Last month Ann Arbor lost one of its smallest resale shops, Woman in the Shoe, but nearby an even smaller and more discriminating resale shop opened. Modest Intentions is part of the newly formed Muslim Social Services, a nonprofit run by Elizabeth Lindsey. Modest Intentions will be staffed by volunteers like Kimi Honzaki, who will also be teaching a women-only yoga class there (“so we can uncover. It’s hard to do yoga in hijab.”).

“Modest” certainly could describe the size (a half dozen racks and a few tables and shelves), or the hours (Sunday afternoons), but it best describes the clothing itself. “Especially for women who are just converting to Islam, it’s horrendously expensive to buy a whole new wardrobe,” says Lindsey, who knows. She converted in 2000. (“I was a Catholic, and I had trouble with the idea of original sin. I began reading about other faiths.”)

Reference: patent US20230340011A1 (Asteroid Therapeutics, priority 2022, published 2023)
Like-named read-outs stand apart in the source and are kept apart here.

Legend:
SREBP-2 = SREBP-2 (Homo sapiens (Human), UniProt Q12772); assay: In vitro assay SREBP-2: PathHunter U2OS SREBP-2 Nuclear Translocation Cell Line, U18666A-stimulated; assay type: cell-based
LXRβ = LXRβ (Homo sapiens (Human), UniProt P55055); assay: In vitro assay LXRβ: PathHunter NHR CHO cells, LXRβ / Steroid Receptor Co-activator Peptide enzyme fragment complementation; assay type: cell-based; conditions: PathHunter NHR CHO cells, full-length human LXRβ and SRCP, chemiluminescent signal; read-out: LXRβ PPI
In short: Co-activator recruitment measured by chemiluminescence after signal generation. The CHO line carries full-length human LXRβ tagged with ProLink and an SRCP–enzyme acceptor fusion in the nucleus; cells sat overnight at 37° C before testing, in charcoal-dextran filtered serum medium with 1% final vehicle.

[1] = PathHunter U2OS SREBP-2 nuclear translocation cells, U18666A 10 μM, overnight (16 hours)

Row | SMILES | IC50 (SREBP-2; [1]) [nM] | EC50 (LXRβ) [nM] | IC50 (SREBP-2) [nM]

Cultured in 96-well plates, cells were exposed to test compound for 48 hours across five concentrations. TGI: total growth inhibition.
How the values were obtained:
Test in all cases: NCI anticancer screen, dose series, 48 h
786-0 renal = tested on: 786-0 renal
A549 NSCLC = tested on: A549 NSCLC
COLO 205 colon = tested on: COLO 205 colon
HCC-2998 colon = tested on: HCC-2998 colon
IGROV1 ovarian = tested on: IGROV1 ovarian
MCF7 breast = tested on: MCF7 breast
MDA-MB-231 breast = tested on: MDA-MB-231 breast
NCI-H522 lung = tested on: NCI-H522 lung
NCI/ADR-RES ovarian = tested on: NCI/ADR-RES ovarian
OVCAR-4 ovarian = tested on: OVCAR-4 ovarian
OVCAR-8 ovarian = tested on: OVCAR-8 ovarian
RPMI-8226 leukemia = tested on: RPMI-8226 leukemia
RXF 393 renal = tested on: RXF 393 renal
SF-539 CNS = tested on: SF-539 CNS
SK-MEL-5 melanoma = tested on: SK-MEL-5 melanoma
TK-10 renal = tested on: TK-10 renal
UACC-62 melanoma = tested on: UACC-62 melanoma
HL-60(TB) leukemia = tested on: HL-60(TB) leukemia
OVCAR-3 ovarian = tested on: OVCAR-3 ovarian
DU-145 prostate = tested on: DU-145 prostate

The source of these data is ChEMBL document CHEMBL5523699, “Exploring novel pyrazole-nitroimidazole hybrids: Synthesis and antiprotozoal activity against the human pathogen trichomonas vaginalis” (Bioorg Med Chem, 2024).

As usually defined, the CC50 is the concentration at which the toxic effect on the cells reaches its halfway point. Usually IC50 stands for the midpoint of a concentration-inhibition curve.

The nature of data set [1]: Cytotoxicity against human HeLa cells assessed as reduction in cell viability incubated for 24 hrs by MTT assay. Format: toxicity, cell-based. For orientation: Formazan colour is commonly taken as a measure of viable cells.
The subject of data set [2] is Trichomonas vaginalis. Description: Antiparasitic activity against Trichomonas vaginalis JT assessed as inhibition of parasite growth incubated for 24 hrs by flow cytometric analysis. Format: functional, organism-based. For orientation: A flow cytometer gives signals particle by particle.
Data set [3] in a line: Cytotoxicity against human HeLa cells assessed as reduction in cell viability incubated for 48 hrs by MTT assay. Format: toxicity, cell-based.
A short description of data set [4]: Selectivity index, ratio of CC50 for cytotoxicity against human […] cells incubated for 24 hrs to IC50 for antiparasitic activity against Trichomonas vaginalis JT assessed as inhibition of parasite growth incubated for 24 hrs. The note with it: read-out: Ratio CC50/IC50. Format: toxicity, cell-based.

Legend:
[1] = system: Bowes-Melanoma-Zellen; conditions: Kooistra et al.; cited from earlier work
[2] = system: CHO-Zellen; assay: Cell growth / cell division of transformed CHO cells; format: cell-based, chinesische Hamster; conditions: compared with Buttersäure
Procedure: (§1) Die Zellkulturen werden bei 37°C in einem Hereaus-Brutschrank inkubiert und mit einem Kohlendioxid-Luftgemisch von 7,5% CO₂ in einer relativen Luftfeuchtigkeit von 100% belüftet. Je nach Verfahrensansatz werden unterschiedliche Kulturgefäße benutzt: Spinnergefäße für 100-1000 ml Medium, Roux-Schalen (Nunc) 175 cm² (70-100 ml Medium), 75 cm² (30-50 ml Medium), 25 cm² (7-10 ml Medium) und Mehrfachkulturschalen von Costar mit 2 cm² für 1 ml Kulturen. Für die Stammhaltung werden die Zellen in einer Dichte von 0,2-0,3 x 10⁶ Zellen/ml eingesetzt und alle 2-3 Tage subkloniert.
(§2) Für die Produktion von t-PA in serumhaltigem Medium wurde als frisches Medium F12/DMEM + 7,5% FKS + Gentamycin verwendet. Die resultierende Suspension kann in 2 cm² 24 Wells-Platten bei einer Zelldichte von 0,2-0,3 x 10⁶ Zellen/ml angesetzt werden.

Lindsey explains: “The purpose behind hijab–which means ‘to cover’ or ‘to conceal’–is that it’s important that people remember our deeds, our actions, and our brains. We do not want to be judged on the attractiveness of our bodies. Muslims are the original feminists.”

“Hijab” is open to interpretation, she says, but it generally means long, loose-fitting clothing, and that’s what’s for sale at Modest Intentions. Lindsey herself was wearing a long flowered skirt and a knee-length black jacket, and her head was swathed in a white scarf.

While a few of the racks of clothing are long-sleeved blouses and blazers that might be found in any thrift shop, most of the clothing is distinctly exotic: long dresses and skirts, salwar kameez, a few niqabs, and an entire wall of head scarves, sorted by color.

Lindsey emphasizes that anyone is welcome to shop here. “Women of all faiths might be looking for more modest clothing.”

Modest Intentions, 3090 Platt Rd. 369-2783. Sun. noon-4 p.m. (or by appointment).